The steering committee for the 17th National Congress on School Transportation (NCST) met in Columbus, Ohio during the National Association for Pupil Transportation (NAPT) Summit to review proposals for the event scheduled for May 17-20, 2020 in Des Moines, Iowa.
Patrick McManamon, NCST steering committee chair and president-elect of the National Association of State Directors of Pupil Transportation Services (NASDPTS), said the group took the next step toward accepting a proposal from the Texas Association for Pupil Transportation (TAPT) that was first made in September to develop and manage NCST online registration. The website will also record the names and contact information of each state delegate.
Next year’s NCST will discuss, debate and vote on the 2020 edition of the National School Transportation Specifications and Procedures (NSTSP) manual, which is updated every five years.
The specifications manual is used by states, industry and others as a reference guide when drafting school bus legislation, rules, policies and procedures. It is organized into several sections, with each represented by its own writing committee:
- Activity Bus Operations Other than Home to School/Head Start
- Alternative Fuels
- Emerging Technologies in School Transportation
- General Operations
- School Bus Inspection
- School Bus Specifications
- School Transportation Security and Emergency Preparedness
- Students with Disabilities and Special Health Care Needs
- Terms and Definitions
- Toddlers and Preschool Children
- Transportation for Infants
Proposals to the writing committees for the NSTSP manual, which are accepted from the general public and the industry, closed on March 31 of this year. No additional submissions will be accepted at this point.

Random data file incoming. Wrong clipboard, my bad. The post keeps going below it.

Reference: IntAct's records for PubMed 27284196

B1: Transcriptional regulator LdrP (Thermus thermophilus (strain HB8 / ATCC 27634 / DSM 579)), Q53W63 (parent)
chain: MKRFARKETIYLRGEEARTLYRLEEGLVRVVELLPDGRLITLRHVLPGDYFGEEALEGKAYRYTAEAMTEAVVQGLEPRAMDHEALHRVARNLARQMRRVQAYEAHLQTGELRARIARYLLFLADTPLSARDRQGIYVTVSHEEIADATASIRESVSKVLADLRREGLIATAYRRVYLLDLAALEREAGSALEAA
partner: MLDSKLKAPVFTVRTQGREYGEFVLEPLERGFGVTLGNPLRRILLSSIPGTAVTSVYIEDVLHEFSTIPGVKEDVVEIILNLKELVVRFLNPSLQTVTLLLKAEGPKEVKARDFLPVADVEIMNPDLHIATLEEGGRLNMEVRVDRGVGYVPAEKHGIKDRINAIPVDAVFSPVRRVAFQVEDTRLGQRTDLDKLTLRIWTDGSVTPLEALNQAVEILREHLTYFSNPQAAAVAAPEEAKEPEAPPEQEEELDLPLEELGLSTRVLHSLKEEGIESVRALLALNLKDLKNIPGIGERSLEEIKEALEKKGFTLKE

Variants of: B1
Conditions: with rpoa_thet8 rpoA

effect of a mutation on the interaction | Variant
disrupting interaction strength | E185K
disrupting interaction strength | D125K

The writing committees have been researching these proposals as well as other topics and issues they have developed as a group, Executive Director of NASDPTS Charlie Hood said. The proposals are expected to be presented shortly to the steering committee.
One discussion at the recent 51st annual NASDPTS conference in Washington, D.C., discussed the inclusion of guidelines for fire suppression systems in the NSTSP manual.
Earlier this year, the National Transportation Safety Board recommended all school buses — newly manufactured and already on the road — be equipped with the technology, following a fatal fire on an Iowa school bus in December 2017.
McManamon told School Transportation News that he believed the proposal had already been delivered to the school bus specifications writing committee for review and consideration.
He added that the next steps are for each of the state directors of pupil transportation Education to choose seven delegates that will attend the NCST meeting in Iowa. The delegates will make additional comments, which will be considered by the writing committees.
Once the writing committees finalize their drafts, the state delegations will meet at the congress to discuss and vote on the proposed changes.
The first NCST was held in 1939 and organized by Frank Cyr of Teachers College at Columbia University, with a focus on standardizing transportation services for rural students into towns and cities. That first proceeding resulted in the color yellow that all school buses are painted.
The steering committee is comprised of representatives from NASDPTS, NAPT, the National School Transportation Association, and the National Safety Council. Proposals were also discussed last month at the 51st annual NASDPTS conference in Washington, D.C.